I created a live LMDE5 system on a USB pen drive using Rufus and everything was working fine except for a large number of warnings and critical error messages I got from
dmesg. There where some security warnings regarding a CPU vulnerability and many ACPI-related errors which appear to be related to some toxic Microsoft hardware driver politics. But among them, there was also a message
There are differences between boot sector and its backup. This is mostly harmless. Differences: (offset:original/backup) <...long list of entries...> 1) Copy original to backup 2) Copy backup to original 3) No action
with roughly 30-40 lines of entries. If I remember correctly, Linux systems create a working boot sector at the beginning of a disk as well as a backup copy at the end of the disk. After reading the few discussions I could find on this somewhat elusive error, I decided to choose the option of replacing the original with its backup.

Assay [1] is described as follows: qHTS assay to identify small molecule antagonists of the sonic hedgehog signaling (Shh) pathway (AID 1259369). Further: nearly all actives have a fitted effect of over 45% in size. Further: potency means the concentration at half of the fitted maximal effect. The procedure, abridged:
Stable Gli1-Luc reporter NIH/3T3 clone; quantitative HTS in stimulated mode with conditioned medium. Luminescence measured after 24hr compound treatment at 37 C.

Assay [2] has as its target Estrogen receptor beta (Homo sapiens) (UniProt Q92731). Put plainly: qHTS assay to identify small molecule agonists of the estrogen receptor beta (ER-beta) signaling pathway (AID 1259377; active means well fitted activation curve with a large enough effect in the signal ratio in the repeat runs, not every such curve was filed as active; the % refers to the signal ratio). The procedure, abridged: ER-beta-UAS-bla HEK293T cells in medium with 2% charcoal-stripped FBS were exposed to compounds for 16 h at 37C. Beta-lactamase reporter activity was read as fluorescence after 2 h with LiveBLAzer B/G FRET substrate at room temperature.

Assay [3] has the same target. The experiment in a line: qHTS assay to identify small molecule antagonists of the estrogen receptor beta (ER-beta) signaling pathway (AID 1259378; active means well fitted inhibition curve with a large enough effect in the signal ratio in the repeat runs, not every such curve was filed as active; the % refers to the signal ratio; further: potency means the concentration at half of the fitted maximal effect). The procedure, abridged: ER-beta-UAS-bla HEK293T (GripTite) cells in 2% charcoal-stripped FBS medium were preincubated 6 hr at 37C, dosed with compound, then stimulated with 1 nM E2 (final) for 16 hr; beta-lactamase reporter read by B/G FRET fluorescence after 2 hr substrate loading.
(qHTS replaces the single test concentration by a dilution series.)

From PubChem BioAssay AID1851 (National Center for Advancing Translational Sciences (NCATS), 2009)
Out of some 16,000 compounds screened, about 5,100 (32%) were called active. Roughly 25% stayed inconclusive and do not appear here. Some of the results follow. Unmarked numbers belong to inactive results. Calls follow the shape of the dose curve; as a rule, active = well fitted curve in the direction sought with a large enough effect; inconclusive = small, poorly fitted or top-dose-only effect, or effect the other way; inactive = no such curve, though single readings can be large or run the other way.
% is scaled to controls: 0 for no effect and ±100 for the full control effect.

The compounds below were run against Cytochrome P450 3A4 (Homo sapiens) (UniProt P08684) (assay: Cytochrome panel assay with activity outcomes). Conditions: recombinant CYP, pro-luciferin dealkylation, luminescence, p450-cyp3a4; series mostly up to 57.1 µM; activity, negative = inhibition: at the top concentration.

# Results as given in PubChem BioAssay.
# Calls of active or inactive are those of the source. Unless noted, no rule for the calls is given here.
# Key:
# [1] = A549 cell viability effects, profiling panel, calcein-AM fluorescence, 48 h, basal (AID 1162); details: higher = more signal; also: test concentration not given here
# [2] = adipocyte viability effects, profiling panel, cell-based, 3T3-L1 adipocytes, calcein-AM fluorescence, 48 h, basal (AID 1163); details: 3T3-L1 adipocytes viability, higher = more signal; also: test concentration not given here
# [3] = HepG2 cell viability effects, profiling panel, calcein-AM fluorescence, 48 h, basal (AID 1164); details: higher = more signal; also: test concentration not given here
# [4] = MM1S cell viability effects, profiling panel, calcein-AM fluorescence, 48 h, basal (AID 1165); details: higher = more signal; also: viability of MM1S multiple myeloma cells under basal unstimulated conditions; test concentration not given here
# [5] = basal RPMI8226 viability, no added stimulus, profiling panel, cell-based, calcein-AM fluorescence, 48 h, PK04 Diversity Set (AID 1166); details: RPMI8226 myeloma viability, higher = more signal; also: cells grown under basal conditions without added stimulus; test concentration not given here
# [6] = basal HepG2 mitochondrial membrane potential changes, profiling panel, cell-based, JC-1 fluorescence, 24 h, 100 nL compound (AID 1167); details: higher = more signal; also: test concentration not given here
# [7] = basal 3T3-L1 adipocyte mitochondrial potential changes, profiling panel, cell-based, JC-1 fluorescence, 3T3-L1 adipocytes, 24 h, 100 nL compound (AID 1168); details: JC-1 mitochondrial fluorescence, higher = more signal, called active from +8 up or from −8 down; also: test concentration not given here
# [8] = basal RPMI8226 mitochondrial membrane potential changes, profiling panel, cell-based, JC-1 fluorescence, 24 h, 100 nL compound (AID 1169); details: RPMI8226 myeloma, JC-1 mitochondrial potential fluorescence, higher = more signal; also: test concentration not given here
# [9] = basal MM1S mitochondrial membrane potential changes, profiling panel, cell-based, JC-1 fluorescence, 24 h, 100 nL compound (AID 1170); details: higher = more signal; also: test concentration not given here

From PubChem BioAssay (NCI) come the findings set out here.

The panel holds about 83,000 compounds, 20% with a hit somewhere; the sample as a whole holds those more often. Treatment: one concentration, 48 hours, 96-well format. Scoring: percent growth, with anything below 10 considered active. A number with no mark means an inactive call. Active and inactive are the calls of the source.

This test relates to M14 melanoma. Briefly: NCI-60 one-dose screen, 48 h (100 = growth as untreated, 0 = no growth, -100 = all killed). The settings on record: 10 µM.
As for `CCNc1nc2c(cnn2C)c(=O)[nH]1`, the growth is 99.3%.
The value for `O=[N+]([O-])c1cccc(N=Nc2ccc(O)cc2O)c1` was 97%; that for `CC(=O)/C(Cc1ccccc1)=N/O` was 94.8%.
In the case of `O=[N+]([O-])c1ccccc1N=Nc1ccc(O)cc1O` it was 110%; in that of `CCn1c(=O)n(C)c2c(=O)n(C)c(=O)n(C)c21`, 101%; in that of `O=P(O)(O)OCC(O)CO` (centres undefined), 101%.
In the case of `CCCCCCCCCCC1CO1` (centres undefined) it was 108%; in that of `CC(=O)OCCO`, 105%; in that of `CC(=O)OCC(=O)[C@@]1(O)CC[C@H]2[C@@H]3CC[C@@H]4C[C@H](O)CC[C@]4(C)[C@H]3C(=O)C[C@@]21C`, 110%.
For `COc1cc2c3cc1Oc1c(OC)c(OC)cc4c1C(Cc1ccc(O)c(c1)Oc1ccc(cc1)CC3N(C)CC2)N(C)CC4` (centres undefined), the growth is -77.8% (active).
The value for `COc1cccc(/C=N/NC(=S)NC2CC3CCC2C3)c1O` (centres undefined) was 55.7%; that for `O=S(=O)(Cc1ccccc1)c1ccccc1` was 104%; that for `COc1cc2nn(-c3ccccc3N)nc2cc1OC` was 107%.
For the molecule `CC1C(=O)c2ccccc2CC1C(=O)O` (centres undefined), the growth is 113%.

Unfortunately, this appears to have been a grave mistake as I'm now getting a
Invalid system disk. Replace disk and strike any key
and the system won't boot. Question:
- What exactly causes such a high number of offsets within the boot sector, especially on a virtually plain-vanilla installation, and what would have been the correct action?
- How can it possibly be, if not for a serious bug, that restoring a proper, system-generated backup - following a system message asserting
This is mostly harmless- bricks the system?
- Most importantly: How to solve this issue so the system will boot again?
Note: I did not get any error referring to a "dirty bit" that appears to get set when a drive is not properly unmounted as discussed here. Also, the USB drive itself is virtually new.